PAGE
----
Nobody can blame retailers for asking if it’s over yet. I’m talking about the huge wave of store closings that have swept the U.S. in the past few years. Experts believe the weakest competitors have been weeded out. The retailers who are still thriving have learned which products and services to promote to consumers.
Some analysts call it the Amazon effect. Companies like Amazon have changed the retail landscape permanently. As Michael Corkery says in his New York Times article, nobody particularly enjoys wandering through huge stores buying items like laundry detergent. It's easy to see why online sales of some categories are soaring. With over 10% of online retail sales now taking place digitally, traditional operators can fight back by playing up aspects like entertainment and convenience.
We all know there is a class of customers that engages in retail therapy. These shoppers want to go to physical locations to experience the look and feel of work or formal apparel curated by staff members. Michael Houlihan and Bonnie Harvey, in their post on Consumer Brand Builders, point out that therapy can be enhanced on a seasonal basis. During various holidays, shopping for locally-themed decorations and apparel at mom-and-pop stores can help shoppers feel like they're part of a bigger celebration.
Other retailers realize that consumers enjoy getting away from their homes and digital devices to try something different. Tiffany’s now has a café at its flagship store in New York City. There, shoppers can enjoy a “Breakfast at Tiffany’s” meal. Some apparel companies tap into the entertainment factor by giving shoppers the opportunity to spend an evening sipping wine and watching a local fashion show. To find out what fashionistas are looking for in a shopping experience, check out the AudienceSCAN report available at AdMall from SalesFuel.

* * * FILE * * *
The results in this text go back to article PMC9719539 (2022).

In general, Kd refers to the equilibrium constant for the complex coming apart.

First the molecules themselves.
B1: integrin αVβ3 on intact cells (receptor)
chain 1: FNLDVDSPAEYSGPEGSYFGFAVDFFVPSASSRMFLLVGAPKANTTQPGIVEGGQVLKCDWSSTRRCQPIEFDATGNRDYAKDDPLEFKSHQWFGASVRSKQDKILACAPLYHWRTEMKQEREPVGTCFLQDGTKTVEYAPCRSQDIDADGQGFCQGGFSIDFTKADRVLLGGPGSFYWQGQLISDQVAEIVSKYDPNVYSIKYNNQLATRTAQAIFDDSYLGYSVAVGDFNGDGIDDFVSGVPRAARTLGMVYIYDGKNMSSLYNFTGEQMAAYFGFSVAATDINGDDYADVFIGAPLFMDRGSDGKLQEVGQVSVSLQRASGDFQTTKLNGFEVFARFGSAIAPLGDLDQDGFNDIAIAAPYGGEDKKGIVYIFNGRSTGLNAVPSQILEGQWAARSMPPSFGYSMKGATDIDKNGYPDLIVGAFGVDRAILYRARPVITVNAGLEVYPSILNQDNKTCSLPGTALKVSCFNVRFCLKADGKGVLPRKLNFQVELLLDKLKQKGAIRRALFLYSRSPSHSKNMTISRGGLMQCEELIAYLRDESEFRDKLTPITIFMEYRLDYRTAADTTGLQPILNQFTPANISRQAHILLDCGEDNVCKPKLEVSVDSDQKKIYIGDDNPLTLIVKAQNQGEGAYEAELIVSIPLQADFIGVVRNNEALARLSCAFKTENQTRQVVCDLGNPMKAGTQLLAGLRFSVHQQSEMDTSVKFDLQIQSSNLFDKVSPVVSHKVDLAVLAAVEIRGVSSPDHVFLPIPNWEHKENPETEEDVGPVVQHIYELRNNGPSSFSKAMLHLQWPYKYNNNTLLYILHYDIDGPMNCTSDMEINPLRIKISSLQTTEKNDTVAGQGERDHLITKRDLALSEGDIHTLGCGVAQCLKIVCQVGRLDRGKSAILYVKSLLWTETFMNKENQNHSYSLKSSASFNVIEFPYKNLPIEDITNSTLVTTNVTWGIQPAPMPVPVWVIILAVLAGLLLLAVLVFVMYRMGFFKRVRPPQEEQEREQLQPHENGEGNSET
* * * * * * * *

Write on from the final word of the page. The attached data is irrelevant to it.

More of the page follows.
Stores don’t necessarily have to carry a full inventory of products. Think Tesla. Local stores allow enthusiasts to test drive a model car and then place their order.
The current hot trend of delivering products directly to consumers may prove too inexpensive and inefficient. Some analysts believe winning retailers will be those who remove friction from the shopping experience. When shoppers order online and pick up in the store, for example, they have an opportunity to check out the merchandise. If it’s not the right size, retailers can make the return process fast and easy.
Don’t let your clients keep running ads that promote best prices. That strategy is a profit killer. Instead, encourage them to create and promote new kinds of retail experiences that connect with consumer emotions.